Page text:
Empanada Boy and I are in a wine club that typically meets once a month (“WTF” or “Wine Tasting Fun”). We couldn’t find a host this month, so we decided to fill the void with some auxiliary activities. One was a dinner with seven person core group of members (Focaccina, Tamago, Tuna Noodle Casserole, Hungry Man, Beetrix and us) at Umi Nom, a BYOB place in Fort Greene. King Phojanakong, the chef at Umi Nom, is half Thai, half Filipino. His restaurant is pan-Asian in a distinctly focused and coherent way, more like the Momofuku empire than the restaurants with sushi on one page and pad Thai on another. Phojanakong also owns Kuma Inn on the Lower East Side, which is reputed to be great. I was excited to check out this Brooklyn outpost and even more excited that we could bring our own libations.
Umi Nom is located on an otherwise unremarkable strip of the street. The restaurant is long like a railroad car, with minimalist, sleek decor. We were seated a longer table in the back, which allowed us to be as boisterous as we needed to be. The menu is focused on small plates and delicious Asian street food-inspired items. On the advice of those who had been to the restaurant before, we decided to order a bunch of the small plates and eat them family style. The first two dishes to arrive were the Chinese sausage (pictured on top) and the chili-glazed prawns (pictured here). The sausage was delicious, sliced thinly like fatty, spicy chips. Satisfying sticky rice and a dipping sauce came with it. Prawns were tender and well seasoned with a kick of chili that wasn’t toned down for the weak of palate.
Soon, plates of plush tofu squares in chili black bean sauce and mushrooms in soy-mirin sauce arrived at our table. We also ordered a grilled mackerel, which came whole, its tender flesh coated in nicely crisped skin, and some amazing, melt-in-your-mouth pork belly. I know pork belly is way too trendy for its own good, but this stuff was evidence of why it got that way. The edges were crisped, but the middle was smooth and unctuous. The sweet-salty sauce made the dish positively addictive. (And what a dangerous addiction that might be!)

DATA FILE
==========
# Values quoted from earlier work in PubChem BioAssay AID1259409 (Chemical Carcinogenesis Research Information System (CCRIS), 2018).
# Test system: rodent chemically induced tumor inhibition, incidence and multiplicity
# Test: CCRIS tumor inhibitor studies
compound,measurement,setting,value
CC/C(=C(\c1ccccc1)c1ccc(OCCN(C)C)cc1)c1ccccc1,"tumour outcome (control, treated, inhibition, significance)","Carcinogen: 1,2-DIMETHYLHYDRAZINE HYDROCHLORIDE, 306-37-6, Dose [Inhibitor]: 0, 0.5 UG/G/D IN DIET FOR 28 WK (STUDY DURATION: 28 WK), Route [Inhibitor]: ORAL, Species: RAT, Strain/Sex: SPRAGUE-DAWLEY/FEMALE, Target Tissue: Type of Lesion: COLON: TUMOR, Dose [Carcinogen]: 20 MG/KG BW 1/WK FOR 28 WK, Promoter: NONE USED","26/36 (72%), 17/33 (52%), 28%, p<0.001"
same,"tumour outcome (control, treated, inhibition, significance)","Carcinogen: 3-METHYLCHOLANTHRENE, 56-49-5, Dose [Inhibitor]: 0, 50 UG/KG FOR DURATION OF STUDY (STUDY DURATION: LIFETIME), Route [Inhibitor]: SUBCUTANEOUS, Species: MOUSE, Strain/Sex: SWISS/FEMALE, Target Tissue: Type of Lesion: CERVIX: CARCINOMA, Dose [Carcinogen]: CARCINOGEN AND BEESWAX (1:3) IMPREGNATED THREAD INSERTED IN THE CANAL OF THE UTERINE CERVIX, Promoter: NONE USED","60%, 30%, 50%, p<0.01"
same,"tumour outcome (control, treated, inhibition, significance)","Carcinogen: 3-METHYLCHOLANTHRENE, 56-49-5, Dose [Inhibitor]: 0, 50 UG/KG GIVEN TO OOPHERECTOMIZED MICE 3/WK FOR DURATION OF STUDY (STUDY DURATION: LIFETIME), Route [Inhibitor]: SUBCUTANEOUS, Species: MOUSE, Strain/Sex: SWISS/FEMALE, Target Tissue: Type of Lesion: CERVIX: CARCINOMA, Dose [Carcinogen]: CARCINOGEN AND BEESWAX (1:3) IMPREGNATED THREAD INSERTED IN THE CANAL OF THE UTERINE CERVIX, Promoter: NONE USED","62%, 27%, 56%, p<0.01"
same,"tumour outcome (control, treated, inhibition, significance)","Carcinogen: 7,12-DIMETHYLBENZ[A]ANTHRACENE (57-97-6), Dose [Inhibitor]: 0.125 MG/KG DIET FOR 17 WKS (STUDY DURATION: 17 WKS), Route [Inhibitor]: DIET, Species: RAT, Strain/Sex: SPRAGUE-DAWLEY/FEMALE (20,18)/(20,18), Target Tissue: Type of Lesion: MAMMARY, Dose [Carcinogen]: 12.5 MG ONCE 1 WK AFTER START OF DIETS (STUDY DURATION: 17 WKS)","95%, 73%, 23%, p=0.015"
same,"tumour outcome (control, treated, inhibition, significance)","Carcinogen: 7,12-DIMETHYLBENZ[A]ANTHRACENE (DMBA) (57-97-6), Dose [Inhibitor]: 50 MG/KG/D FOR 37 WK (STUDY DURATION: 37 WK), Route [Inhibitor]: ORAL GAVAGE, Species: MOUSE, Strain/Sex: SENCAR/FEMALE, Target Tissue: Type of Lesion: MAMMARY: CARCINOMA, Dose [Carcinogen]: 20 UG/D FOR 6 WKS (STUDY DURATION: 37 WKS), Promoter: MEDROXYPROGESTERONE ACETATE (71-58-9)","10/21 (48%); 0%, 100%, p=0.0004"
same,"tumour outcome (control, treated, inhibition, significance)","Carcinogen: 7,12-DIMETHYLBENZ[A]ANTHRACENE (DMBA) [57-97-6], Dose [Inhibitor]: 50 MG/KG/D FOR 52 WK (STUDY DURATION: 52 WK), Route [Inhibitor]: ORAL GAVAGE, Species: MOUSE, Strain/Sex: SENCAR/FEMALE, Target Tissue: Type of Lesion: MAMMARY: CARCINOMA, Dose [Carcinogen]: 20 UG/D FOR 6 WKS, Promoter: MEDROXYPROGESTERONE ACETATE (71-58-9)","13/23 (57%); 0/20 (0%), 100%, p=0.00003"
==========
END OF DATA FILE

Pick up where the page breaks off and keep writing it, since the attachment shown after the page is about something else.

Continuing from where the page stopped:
Our party was divided about whether to try one dish on the specials list for the night: a fertilized duck egg. We decided to get one, and those not vegetarian or squeamish (Tuna Noodle, Hungry Man, Focaccina, EB and I) gave it a go. The shell came sealed, so I cracked it with the handle of my spoon. Our server told us to drink the liquid out first, so we passed it around and each took a sip. I didn’t find it very flavorful, truth be told. Then we started in on the embryo itself. EB unknowingly ate the best part, the fetus, himself. He said it tasted a little like poultry. The rest just tasted like dry, pasty overcooked egg to me. Even with the lively sauce they provided, this was the most disappointing dish.
We were stuffed, but figured we could fit in a couple desserts when all of us were sharing. One was a delicious, warm Thai chili chocolate cake, which had just the right edge of heat and smokiness. The other was halo-halo, a traditional Filipino dessert made with shaved ice, milk and a variety of boiled sweet beans and candies. The dish is brilliantly colored, but it looks better than it tastes. Still, it was great to have the opportunity to try it. It didn’t tarnish my image of the restaurant a bit. It was far better meal than I expected and as good as I had hoped. Umi Nom will be on my list of places to come back to.
433 DeKalb Ave.
Brooklyn, NY 11205